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Canadian AML Laws Grow in Scope

Canadian anti-money laundering laws continue to grow in scope and depth.

Attorneys from the Canadian firm of Borden Laden Gervais write about expanding efforts by Canada’s Financial Transactions and Reports Analysis Centre of Canada (FINTRAC) to impose AML obligations on payment service providers (PSPs) and other FinTech firms.

They write:

The government’s declaration of a public order emergency in February 2022 went away as quickly as the measures were enacted. However, the choice of statutory language the government used in the Emergency Economic Measures Order (order) and related Emergency Measures Regulations (regulations) under the Emergencies Act, along with remarks at that time by the deputy prime minister and minister of finance, left interested observers wondering whether fundamental changes to the application of Canada’s main federal anti-money laundering and anti-terrorist financing (AML and ATF) laws were afoot.

As matters have developed, despite the revocation of the public order emergency, some of these measures will now likely find a permanent place in Canada’s laws. The 2022 federal budget, tabled on 7 April 2022, announced that new regulations will be enacted to extend AML and ATF obligations to PSPs and crowdfunding platforms, as well as legislative changes to strengthen the main federal AML, ATF and related laws, which includes the Proceeds of Crime (Money Laundering) and Terrorist Financing Act (Act) and the Criminal Code.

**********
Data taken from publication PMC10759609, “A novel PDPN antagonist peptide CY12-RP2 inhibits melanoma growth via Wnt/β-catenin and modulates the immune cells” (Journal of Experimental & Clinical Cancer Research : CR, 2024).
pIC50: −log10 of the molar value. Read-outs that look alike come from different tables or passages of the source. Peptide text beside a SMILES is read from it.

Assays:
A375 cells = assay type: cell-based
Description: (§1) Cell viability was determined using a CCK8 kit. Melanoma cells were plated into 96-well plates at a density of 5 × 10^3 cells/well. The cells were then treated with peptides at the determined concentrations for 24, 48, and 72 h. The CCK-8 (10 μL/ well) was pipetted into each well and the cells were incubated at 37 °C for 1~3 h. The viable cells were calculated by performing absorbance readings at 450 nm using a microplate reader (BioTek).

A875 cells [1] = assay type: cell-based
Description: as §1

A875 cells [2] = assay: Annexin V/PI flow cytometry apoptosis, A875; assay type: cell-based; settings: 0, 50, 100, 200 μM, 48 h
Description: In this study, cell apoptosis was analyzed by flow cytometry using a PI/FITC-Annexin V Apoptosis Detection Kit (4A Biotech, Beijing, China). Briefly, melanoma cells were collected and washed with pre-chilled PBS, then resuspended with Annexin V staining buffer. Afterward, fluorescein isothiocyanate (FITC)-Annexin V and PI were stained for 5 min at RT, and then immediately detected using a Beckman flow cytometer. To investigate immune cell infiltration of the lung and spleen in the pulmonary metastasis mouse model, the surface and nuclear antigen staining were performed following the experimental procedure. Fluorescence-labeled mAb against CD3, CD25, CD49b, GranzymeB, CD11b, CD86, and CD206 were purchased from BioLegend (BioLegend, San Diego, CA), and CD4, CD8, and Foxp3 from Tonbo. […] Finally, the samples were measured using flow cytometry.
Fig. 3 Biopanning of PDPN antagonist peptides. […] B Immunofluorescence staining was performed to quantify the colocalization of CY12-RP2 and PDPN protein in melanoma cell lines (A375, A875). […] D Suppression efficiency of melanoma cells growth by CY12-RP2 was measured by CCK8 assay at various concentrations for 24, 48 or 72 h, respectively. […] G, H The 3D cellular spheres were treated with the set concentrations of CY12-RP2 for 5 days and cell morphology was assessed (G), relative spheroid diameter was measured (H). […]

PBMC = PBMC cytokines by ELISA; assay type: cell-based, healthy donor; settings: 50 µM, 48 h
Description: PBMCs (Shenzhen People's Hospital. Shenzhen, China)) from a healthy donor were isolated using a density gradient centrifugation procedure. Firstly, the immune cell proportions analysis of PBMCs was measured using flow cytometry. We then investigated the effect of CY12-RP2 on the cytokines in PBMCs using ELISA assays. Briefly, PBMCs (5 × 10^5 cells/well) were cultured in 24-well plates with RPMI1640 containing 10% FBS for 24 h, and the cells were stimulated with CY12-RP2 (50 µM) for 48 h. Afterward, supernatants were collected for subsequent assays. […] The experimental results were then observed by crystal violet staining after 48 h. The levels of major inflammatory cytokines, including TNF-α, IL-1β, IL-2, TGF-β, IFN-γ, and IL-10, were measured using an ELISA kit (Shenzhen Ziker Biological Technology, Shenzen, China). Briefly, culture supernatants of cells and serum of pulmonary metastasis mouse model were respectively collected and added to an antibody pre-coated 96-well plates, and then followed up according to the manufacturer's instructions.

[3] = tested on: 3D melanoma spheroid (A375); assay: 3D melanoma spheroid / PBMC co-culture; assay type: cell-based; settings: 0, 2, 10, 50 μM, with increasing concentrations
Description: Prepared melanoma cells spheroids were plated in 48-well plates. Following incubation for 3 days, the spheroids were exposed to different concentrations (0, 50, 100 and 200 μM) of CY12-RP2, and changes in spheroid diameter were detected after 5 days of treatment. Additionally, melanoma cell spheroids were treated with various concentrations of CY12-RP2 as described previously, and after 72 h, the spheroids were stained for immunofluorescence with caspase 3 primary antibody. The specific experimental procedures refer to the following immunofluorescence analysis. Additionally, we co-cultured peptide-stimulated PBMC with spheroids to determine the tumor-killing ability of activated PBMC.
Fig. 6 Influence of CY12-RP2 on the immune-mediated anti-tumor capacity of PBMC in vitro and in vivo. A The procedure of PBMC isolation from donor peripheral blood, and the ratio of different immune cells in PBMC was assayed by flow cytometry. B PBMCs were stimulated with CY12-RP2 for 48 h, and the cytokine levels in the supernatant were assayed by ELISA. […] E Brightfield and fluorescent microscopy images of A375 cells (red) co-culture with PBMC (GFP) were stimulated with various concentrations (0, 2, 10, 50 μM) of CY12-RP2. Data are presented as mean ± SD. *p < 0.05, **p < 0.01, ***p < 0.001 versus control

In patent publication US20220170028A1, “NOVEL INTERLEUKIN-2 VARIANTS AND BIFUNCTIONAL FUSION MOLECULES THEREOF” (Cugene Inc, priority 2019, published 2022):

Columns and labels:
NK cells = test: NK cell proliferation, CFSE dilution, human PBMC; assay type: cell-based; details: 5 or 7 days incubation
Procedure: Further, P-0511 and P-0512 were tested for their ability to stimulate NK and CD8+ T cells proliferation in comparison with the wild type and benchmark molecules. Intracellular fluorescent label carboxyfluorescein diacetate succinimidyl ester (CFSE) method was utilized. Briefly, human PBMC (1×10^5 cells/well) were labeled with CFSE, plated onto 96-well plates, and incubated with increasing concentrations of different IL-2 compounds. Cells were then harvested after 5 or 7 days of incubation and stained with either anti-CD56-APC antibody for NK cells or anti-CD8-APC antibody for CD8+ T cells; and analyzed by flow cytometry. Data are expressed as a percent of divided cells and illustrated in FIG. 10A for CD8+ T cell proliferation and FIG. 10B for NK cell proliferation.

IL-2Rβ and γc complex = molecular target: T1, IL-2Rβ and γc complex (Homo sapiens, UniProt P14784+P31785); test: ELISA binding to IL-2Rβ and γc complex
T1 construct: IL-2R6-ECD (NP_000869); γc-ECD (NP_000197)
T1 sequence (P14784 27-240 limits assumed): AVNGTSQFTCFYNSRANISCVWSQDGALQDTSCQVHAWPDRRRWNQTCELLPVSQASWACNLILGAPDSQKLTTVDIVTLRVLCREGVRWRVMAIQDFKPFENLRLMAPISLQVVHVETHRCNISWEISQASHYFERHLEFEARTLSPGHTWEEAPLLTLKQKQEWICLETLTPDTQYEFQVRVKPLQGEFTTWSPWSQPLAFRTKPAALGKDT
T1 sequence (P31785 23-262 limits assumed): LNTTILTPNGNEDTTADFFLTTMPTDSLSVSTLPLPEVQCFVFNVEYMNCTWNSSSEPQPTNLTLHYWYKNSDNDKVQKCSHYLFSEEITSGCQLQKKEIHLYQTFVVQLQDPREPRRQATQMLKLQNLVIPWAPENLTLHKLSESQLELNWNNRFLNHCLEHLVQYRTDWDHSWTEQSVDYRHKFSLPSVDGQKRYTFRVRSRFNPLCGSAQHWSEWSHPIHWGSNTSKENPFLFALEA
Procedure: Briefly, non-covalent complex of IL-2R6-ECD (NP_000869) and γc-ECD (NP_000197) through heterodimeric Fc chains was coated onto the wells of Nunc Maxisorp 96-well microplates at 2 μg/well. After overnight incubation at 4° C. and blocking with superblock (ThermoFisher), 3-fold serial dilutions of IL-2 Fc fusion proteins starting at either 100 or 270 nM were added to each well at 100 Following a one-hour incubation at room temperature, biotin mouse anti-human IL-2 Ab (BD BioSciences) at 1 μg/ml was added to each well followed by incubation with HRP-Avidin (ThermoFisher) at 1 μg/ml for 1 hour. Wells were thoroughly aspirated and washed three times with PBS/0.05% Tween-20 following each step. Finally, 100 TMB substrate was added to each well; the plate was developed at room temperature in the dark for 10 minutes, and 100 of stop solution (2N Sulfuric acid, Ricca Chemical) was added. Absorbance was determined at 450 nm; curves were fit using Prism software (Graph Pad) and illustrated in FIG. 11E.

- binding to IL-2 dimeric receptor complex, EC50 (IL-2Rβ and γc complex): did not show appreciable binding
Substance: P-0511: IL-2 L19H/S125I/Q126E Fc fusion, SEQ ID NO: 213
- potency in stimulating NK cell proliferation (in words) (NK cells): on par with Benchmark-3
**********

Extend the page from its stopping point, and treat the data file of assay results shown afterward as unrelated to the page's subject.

Further, the government is conducting a comprehensive review of the AML and ATF regime to bring forth legislative proposals to address any identified gaps in the regime.

In the same way that FinCEN in the U.S. has expanded its budget, FINTRAC has also seen an additional $89.9 million over five years to support its AML and ATF efforts. Like FinCEN, FINTRAC is also tasked with implementing a national database of corporate beneficial ownership.

In April, Canadian regulators had issued an emergency order (since revoked) that required certain PSPs and crowdfunding platforms, to register with FINTRAC if they were in possession or control of property that is owned, held or controlled by or on behalf of a designated person under the regulations.

Registration with FINTRAC (analogous to obtaining an MSB license from FinCEN) is not difficult, but requires the entity to meet a wide range of AML compliance obligations. According to the writers from Borden Laden Gervais:

The regulatory burden includes building, instituting and overseeing a compliance programme subject to biennial audits and FINTRAC examinations, which must also address all relevant ongoing regulatory requirements including, but not limited to client identification, transaction reporting, and record keeping procedures. In addition, since the order drew directly from the payment functions that will be subject to the upcoming retail payments oversight framework under the new Retail Payment Activities Act, it is entirely possible that PSPs under the retail payments oversight framework will also automatically be subject to FINTRAC obligations.

Regulators in the U.S. and Canada no doubt look to each other to model approaches on AML compliance, so comparisons can be instructive.

I will be speaking on a panel comparing the Corporate Transparency Act and other AML compliance developments in the U.S. and Canada at the GGI World Conference in Montreal in October.

About The Author

Jonathan Wilson is the co-founder of FinCEN Report Company with 31 years of experience in corporate, M&A and securities matters. He is the author of The Corporate Transparency Act Compliance Guide (to be published by Lexis Nexis in the summer of 2023) and the Lexis Practical Guidance Practice Note on the Corporate Transparency Act.